Is There a Way to Prevent Morning Breath?

No one likes waking up with morning breath. But there are ways to keep your morning breath at bay—starting with good oral hygiene.

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What a glorious feeling it is to wake up after a great night’s sleep on a beautiful morning: The sun is shining, the birds are chirping, your muscles are invigorated, you open your mouth to a barbaric yawp to start the day—and your dreams turn into a nightmare. What is that foul stench escaping from your mouth? Did something curl up in there and die overnight?

Hopefully not. More likely, bacteria in your mouth took advantage of nocturnal conditions and proliferated, resulting in a less-than-pleasant aroma. When we’re asleep we produce less saliva, which means we’re running low on a fluid that’s chock-full of good bacteria—bacteria designed to fight the odor-causing germs that feed on the sugars left over from the food and drink we consume.

It’s only natural that people experience a varying degree of morning breath, but the situation is much worse if you have sub-par oral hygiene practices. Keeping your teeth, gums and tongue clean will go a long way in the fight against an offensive rise-and-shine greeting.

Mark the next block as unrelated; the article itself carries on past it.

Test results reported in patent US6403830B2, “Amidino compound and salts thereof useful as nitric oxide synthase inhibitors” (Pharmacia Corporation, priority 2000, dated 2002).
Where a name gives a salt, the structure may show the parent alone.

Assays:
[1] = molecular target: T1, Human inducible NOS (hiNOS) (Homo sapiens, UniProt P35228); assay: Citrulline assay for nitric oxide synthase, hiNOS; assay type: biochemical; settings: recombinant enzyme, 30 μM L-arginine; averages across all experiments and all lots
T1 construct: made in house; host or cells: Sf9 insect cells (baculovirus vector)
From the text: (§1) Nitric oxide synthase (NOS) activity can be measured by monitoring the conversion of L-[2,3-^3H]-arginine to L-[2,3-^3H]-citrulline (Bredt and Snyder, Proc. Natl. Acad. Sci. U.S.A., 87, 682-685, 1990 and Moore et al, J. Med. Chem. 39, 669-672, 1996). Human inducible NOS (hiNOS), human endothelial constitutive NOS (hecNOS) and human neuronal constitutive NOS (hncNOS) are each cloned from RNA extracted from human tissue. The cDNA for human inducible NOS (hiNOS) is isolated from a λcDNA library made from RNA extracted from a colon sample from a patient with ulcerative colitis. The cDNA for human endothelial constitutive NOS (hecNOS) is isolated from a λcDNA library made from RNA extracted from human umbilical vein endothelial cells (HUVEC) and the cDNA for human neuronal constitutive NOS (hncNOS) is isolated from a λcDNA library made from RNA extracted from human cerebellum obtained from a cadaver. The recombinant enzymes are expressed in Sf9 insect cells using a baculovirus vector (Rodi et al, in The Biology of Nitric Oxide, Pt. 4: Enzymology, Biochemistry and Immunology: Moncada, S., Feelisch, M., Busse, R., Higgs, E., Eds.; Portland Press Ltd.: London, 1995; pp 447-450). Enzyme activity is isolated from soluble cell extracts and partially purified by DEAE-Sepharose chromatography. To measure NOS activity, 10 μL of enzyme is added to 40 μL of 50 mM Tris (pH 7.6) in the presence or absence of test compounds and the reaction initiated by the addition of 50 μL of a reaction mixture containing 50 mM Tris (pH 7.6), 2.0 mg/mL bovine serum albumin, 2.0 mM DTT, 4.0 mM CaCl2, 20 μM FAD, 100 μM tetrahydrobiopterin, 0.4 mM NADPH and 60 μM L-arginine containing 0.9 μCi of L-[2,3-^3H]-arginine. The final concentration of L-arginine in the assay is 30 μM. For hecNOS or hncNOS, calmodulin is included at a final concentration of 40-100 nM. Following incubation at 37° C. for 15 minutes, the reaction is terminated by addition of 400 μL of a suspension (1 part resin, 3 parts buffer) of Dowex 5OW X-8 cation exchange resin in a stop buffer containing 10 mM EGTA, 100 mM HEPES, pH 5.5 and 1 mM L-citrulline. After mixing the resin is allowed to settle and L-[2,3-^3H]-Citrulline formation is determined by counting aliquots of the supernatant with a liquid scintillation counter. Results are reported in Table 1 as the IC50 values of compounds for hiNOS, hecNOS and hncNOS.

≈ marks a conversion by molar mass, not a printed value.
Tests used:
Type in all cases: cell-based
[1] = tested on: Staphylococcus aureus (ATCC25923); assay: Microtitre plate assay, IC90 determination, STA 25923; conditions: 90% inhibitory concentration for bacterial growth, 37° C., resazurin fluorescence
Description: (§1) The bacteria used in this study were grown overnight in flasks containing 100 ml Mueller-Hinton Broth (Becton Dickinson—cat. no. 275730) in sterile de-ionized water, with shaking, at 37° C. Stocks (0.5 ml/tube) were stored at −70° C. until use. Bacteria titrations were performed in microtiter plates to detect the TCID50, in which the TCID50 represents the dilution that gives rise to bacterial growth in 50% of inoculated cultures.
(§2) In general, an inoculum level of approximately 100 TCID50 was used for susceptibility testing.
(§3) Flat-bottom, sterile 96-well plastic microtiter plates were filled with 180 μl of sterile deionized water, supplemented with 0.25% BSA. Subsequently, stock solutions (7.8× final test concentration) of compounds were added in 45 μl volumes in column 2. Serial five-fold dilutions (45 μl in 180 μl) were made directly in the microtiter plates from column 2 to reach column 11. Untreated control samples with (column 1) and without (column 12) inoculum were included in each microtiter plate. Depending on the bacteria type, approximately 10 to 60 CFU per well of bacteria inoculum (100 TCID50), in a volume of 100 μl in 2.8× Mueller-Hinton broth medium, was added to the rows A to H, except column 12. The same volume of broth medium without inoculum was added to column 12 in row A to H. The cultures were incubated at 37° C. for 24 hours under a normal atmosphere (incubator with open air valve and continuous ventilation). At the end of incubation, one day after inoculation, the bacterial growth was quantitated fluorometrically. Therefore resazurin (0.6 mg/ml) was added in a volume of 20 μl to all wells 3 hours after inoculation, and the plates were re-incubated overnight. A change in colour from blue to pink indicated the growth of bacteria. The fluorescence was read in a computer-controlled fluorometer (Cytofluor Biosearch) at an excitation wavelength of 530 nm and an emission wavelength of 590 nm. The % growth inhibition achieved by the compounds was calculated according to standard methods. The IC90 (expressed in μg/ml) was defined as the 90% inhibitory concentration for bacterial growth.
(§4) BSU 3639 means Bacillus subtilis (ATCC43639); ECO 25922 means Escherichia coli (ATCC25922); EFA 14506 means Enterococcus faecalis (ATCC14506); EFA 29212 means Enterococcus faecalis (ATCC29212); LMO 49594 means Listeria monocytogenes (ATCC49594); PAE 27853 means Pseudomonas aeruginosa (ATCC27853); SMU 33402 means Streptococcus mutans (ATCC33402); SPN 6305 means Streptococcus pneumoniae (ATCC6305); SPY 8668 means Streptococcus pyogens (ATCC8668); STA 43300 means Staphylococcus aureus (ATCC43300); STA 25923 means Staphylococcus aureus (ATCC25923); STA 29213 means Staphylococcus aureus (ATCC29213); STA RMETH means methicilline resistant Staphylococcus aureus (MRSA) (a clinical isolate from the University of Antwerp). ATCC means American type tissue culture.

Start by making sure you’re brushing for two minutes, twice a day, and flossing at least once a day. It may help to scrape or brush the tongue as well,” says  Dr. Genaro Romo, an ADA spokesperson. “ Keep in mind that bad breath in the morning is common, but should not be overlooked.”

A mildly funky smell is par for the course, but if your morning breath persists even after you brush, floss, and scrape your tongue, maybe ignore the chirping birds for once and start your day by making an appointment to see a dentist.